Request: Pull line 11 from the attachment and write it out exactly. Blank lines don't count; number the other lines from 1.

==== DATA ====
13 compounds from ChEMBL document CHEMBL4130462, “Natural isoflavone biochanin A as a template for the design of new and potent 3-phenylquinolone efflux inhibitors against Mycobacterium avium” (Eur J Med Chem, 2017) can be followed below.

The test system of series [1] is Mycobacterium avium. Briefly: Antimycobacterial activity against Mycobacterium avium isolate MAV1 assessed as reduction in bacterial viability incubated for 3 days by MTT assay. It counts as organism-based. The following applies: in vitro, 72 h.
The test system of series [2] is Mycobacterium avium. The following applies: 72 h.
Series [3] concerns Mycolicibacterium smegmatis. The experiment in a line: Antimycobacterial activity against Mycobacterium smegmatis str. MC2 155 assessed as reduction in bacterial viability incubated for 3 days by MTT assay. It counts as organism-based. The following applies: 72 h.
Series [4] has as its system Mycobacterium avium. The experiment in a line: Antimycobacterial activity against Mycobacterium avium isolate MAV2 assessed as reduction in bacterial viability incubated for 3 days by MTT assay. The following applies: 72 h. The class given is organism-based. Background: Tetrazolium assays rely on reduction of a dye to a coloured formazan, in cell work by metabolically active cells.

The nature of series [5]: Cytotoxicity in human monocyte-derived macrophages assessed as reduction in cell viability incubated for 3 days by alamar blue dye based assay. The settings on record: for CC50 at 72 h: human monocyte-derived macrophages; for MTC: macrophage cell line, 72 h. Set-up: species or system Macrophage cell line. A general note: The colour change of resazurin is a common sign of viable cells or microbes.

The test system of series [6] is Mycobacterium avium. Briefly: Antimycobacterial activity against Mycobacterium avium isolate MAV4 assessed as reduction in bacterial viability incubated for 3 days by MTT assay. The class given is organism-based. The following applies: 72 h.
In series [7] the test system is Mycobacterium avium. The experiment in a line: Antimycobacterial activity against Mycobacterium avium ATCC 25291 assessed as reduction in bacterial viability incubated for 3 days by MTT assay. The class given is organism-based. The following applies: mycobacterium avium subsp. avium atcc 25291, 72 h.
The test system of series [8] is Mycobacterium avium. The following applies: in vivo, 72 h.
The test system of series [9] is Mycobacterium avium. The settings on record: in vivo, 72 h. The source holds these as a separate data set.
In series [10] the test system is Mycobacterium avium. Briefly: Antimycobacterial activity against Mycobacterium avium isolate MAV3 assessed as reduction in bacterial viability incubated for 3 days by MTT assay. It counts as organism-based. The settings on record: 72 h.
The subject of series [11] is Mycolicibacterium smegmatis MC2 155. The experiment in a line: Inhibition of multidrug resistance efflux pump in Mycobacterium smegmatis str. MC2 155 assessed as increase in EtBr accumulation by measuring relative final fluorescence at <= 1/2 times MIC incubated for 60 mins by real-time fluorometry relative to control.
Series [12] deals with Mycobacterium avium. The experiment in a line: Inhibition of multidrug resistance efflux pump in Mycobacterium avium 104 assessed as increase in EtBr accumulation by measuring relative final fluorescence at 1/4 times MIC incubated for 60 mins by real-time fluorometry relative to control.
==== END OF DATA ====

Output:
In series [10] the test system is Mycobacterium avium. Briefly: Antimycobacterial activity against Mycobacterium avium isolate MAV3 assessed as reduction in bacterial viability incubated for 3 days by MTT assay. It counts as organism-based. The settings on record: 72 h.